Even with my latest set-back on the hamstring front, time marches on and I still need to get ready to start my marathon training on Monday. It seems as though the elliptical and I will remain training buddies for a little longer and while it is definitely frustrating to start this marathon training cycle injured, that does not mean that I won’t be successful – it just means that I have to do train things a bit more creatively and smahtah.
So I want to get some thoughts out of the old noggin, reflect on a few changes I have made and just make a general nuisance of myself as I talk some more about getting ready to start my marathon training.
Part of getting getting the marbles and rocks in my head wrapped around what I need to do to finish a marathon this fall and make it something other than a fantasy.
I have been re-reading “How Bad Do You Want It” by Matt Fitzgerald and it is forcing me to to think about my past failures and what I really want when it comes to running another marathon. The following quote from the book, pretty much sums how I see many of my struggles:
…a large body of psychological research has demonstrated that the more time people spend fantasizing about desired outcomes — everything from passing school exams to losing weight — the less effort they put into pursuing them and the less likely they are to achieve them. Distinct from mental rehearsal, or practicing a sport in the mind at rest, which is proven to enhance performance, fantasizing about desired outcomes is a maladaptive coping skill that may be associated with a lack of confidence in one’s ability to make these outcomes happen through one’s own efforts.
Yep, sounds pretty familiar to me. Fantasizing about how great I will do and by how much I will be under the Boston Qualifying time is something I have done too much of over the years. After all I “know” I can finish a marathon, it was always a question of how fast.
Even before I started re-reading “How Bad Do You Want It”, I knew that I had change how I viewed my training for the marathon and that I had to make it reality based. Which meant that I had to stop thinking that I could finish a marathon just because I thought I could. The book reinforced that the direction I had already started going intuitively…was the direction I needed to keep going.
Being willing or “knowing I can” are separate concepts that need to be made into me actually doing the work, all while listening closely to what my body is telling me during this marathon training cycle.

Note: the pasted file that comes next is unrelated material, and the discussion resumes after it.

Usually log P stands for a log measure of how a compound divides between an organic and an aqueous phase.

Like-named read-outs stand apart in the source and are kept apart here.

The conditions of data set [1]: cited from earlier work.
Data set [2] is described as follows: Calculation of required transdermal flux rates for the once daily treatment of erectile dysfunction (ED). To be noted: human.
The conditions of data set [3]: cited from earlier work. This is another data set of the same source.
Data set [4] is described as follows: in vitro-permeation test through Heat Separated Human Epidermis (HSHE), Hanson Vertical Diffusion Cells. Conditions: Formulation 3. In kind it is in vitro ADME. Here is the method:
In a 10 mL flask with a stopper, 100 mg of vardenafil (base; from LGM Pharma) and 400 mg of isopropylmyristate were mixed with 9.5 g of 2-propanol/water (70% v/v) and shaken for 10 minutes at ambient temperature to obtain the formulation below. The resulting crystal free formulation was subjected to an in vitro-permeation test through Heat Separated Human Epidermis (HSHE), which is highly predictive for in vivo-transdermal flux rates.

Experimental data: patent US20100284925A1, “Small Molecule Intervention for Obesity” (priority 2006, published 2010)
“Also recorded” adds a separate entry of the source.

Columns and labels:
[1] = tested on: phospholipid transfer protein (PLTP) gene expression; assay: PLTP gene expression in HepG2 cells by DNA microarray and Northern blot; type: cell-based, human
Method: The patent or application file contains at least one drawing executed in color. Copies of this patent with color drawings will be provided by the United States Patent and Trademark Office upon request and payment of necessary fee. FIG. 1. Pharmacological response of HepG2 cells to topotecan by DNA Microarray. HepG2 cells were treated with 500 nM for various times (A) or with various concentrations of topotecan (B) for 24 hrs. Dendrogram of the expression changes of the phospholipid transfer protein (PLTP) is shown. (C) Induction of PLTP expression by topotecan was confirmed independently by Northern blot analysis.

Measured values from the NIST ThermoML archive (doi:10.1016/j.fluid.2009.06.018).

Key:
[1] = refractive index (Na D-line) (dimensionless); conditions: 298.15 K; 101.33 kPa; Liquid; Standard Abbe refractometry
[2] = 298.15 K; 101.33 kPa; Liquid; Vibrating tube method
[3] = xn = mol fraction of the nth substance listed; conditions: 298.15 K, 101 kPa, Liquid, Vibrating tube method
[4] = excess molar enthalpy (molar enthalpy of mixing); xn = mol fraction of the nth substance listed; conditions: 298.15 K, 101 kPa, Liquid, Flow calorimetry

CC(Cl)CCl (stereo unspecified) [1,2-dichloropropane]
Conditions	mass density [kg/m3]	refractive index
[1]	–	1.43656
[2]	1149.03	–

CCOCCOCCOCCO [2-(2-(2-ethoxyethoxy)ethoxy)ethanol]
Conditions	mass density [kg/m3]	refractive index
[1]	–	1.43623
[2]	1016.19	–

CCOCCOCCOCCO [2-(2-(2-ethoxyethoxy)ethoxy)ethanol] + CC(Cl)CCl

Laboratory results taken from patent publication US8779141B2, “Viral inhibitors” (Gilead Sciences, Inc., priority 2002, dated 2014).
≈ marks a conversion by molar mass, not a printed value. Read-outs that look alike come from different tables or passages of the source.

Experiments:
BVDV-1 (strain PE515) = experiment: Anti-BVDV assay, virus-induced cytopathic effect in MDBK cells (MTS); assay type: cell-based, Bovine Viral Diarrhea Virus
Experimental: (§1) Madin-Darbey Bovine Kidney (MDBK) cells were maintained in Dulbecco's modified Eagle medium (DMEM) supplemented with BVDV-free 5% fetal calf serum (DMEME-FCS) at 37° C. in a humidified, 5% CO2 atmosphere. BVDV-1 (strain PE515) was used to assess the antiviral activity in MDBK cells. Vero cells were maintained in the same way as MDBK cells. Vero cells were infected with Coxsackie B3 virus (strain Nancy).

The other thing that I need to focus on is that training for a marathon is a process. It is not about being willing to work hard, because I already know that training for a marathon is hard work, otherwise it would not be an accomplishment.
However, my training this cycle has to avoid my propensity to do too much, too soon, which results in being overtrained, fatigued and usually injured. I have to keep focused on doing the proper work in training for me – not anyone else. So that I am prepared, healthy and confident – in other words ready to run when I toe the marathon starting line.
Re-reading “How Bad Do You Want It” by Matt Fitzgerald meant much more to me this time and made me look at the journey I am on quite differently. Now to stop fantasizing about how I should be able to finish a marathon just because I think that I can and get my arse in gear to do the work necessary.
This has to be my focus this training cycle.
Running Log Spreadsheet
I have made some changes to the spreadsheet that I use to officially track my running – Stava and Garmin Connect are just repositories for my GPS data and places where I can see how some people I know are presently running. I did a bit of reorganizing to make things easier to read, deleted columns that I didn’t really need and focus more on what is important during this training cycle for me.
My old Spreadsheet fields:
I added fields for planned mileage/workouts, elliptical run equivalent and steps. The Planned column is important for me to keep track of what comes next, which is something that I tend to wing too much. I need a set of safety rails to keep me mostly on track and having the daily training plan in this spreadsheet does that.
Something I took out a couple months ago, but I added back is the daily step amount. The guesstimate on the number of daily steps that my Garmin gives me, gives me something tangible that I can track regarding how active I have been.